To diagnose oral lesions, a tissue biopsy is considered the gold standard.15 An oral biopsy is essential for a definitive diagnosis of the diseases that occur in the oral mucosa.16 Initially, the accuracy of the history-taking and clinical examination can have an influence on the accuracy of a biopsy. Thereafter, the biopsy's accuracy is dependent on the administration of local anesthesia, the method adopted to remove the tissue, adequate size and depth of the tissue from the representative site, and the subsequent fixation method.17
The four biopsy techniques that can be used orally include a punch biopsy, a brush or exfoliative cytology, an incisional or excisional biopsy, or an aspiration. An incisional biopsy is typically obtained to get a small representative sample, while an excisional biopsy is usually used to surgically remove and evaluate an entire lesion. The area can be numbed with topical or local anesthetic, or a block may be used instead in an effort to reduce the risk of distorting the lesion.
Biopsy punches come in a variety of sizes and in both reusable and disposable forms (Figure 2). Disposable biopsy punches are lighter and more easily manipulated than their metal counterparts. Most incisional intraoral biopsies can be performed with a 3- or 4-mm punch, whereas larger punches can be used for small excisional biopsies.
An excisional biopsy removes the entire lesion and a border around the lesion. An incisional biopsy removes part of the lesion for diagnostic purposes. In a brush biopsy (Figure 3), a small brush is used on the lesion to collect material for the biopsy that may provide helpful information on infectious and noninfectious oral diseases. Fine-needle aspiration biopsy technique (Figure 4) is used on salivary gland masses and enlarged lymph nodes. Fine-needle aspiration involves a thin hollow needle being inserted into a mass to extract cells or fluids. The patient rinses the mouth with chlorhexidine for about 60 seconds, and the area is then numbed with local anesthetic. A 22-gauge needle is normally used to collect a sample, which is then fixated to a slide for examination by an oral pathologist.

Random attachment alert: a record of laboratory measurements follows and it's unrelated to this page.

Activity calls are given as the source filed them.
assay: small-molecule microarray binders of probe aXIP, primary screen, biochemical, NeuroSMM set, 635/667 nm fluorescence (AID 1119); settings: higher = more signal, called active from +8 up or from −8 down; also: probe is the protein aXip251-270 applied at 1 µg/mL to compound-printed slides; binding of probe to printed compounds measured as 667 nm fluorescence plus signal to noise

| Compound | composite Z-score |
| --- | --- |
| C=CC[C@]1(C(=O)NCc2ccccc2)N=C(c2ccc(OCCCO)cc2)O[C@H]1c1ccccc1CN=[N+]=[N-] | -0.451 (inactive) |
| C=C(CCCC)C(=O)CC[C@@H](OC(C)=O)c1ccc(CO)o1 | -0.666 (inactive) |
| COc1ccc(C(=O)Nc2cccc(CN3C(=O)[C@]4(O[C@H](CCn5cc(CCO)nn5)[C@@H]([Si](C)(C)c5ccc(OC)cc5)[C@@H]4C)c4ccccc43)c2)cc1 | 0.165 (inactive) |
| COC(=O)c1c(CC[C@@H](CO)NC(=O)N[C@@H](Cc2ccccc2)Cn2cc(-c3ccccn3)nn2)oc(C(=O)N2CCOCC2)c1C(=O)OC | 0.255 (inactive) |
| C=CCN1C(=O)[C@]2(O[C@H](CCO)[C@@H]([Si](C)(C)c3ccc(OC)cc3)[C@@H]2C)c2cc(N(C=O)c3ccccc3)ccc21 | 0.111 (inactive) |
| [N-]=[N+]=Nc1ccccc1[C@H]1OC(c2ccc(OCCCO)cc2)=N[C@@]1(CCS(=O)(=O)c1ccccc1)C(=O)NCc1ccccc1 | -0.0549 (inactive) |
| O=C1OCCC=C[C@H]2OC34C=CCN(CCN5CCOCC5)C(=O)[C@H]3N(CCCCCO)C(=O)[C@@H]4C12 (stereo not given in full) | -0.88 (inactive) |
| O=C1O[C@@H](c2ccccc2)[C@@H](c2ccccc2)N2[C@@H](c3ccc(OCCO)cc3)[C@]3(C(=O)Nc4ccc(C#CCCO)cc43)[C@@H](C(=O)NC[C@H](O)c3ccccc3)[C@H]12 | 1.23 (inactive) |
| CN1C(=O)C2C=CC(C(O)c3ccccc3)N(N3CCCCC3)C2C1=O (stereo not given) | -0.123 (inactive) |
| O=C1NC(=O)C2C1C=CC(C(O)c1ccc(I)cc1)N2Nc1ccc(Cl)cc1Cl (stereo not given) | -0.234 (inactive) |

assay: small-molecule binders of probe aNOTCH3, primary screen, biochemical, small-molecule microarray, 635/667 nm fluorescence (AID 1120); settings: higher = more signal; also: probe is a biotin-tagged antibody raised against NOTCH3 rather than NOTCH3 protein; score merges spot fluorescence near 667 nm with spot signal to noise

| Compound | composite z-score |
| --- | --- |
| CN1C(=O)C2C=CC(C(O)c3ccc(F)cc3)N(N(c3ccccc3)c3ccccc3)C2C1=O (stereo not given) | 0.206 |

To safely store and transport samples, tissue removed from the mouth must typically be placed in a fixative solution. For routine biopsies, 10% neutral buffered formalin is the fixative of choice. The pathology laboratory should be consulted for any anticipated special procedures to ensure that the tissue is handled properly. Sending a biopsy out for analysis should adhere to a standard protocol that includes follow-up with the patient and documentation.
Results can be referred to a specialist: an oral and maxillofacial surgeon, oral pathologist, or periodontist. Referral of these lesions to a specialist will result in an early definitive diagnosis and treatment if needed. Lesions may require special attention and particular management strategies depending on the site, grade of dysplasia, and patient risk.5
Oral pathology is a complex topic that involves continuous education. Determining how to make a differential diagnosis falls into the overall knowledge of oral pathology and describing what is seen. To make a differential diagnosis with confidence, one needs to gather the correct information, including medical history, anatomy, terminology, samples, and images.